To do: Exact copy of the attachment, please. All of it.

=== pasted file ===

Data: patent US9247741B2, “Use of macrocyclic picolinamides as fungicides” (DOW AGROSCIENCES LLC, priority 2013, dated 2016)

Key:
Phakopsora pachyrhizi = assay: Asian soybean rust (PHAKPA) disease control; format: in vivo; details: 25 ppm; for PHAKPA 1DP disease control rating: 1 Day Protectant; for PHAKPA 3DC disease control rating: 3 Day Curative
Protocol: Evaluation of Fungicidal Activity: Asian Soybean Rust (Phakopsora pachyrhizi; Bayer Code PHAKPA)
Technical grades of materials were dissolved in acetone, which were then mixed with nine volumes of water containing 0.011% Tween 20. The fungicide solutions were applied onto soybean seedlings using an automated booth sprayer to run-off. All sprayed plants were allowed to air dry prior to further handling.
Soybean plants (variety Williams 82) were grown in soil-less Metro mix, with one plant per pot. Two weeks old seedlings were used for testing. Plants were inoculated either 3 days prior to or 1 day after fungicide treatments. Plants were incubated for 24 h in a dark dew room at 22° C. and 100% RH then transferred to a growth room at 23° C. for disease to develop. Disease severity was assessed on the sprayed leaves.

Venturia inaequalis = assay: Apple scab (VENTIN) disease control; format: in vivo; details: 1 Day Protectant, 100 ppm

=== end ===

Data: patent US9247741B2, “Use of macrocyclic picolinamides as fungicides” (DOW AGROSCIENCES LLC, priority 2013, dated 2016)

Key:
Phakopsora pachyrhizi = assay: Asian soybean rust (PHAKPA) disease control; format: in vivo; details: 25 ppm; for PHAKPA 1DP disease control rating: 1 Day Protectant; for PHAKPA 3DC disease control rating: 3 Day Curative
Protocol: Evaluation of Fungicidal Activity: Asian Soybean Rust (Phakopsora pachyrhizi; Bayer Code PHAKPA)
Technical grades of materials were dissolved in acetone, which were then mixed with nine volumes of water containing 0.011% Tween 20. The fungicide solutions were applied onto soybean seedlings using an automated booth sprayer to run-off. All sprayed plants were allowed to air dry prior to further handling.
Soybean plants (variety Williams 82) were grown in soil-less Metro mix, with one plant per pot. Two weeks old seedlings were used for testing. Plants were inoculated either 3 days prior to or 1 day after fungicide treatments. Plants were incubated for 24 h in a dark dew room at 22° C. and 100% RH then transferred to a growth room at 23° C. for disease to develop. Disease severity was assessed on the sprayed leaves.

Venturia inaequalis = assay: Apple scab (VENTIN) disease control; format: in vivo; details: 1 Day Protectant, 100 ppm